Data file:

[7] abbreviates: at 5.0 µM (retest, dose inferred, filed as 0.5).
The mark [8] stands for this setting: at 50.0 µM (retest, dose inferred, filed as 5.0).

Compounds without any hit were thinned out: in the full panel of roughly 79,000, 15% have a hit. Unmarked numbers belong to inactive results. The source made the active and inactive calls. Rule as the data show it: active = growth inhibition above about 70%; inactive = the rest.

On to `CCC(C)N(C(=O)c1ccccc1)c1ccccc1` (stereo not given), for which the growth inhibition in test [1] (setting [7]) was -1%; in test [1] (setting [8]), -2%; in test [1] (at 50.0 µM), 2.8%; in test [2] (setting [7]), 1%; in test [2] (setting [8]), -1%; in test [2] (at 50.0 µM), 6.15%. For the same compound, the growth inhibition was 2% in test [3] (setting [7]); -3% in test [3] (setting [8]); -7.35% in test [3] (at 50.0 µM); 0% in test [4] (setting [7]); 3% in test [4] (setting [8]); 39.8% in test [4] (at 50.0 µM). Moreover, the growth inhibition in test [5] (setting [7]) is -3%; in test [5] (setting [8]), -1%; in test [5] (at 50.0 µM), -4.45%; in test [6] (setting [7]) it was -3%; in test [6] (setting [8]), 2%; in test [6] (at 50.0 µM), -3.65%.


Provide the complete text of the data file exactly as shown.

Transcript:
[7] abbreviates: at 5.0 µM (retest, dose inferred, filed as 0.5).
The mark [8] stands for this setting: at 50.0 µM (retest, dose inferred, filed as 5.0).

Compounds without any hit were thinned out: in the full panel of roughly 79,000, 15% have a hit. Unmarked numbers belong to inactive results. The source made the active and inactive calls. Rule as the data show it: active = growth inhibition above about 70%; inactive = the rest.

On to `CCC(C)N(C(=O)c1ccccc1)c1ccccc1` (stereo not given), for which the growth inhibition in test [1] (setting [7]) was -1%; in test [1] (setting [8]), -2%; in test [1] (at 50.0 µM), 2.8%; in test [2] (setting [7]), 1%; in test [2] (setting [8]), -1%; in test [2] (at 50.0 µM), 6.15%. For the same compound, the growth inhibition was 2% in test [3] (setting [7]); -3% in test [3] (setting [8]); -7.35% in test [3] (at 50.0 µM); 0% in test [4] (setting [7]); 3% in test [4] (setting [8]); 39.8% in test [4] (at 50.0 µM). Moreover, the growth inhibition in test [5] (setting [7]) is -3%; in test [5] (setting [8]), -1%; in test [5] (at 50.0 µM), -4.45%; in test [6] (setting [7]) it was -3%; in test [6] (setting [8]), 2%; in test [6] (at 50.0 µM), -3.65%.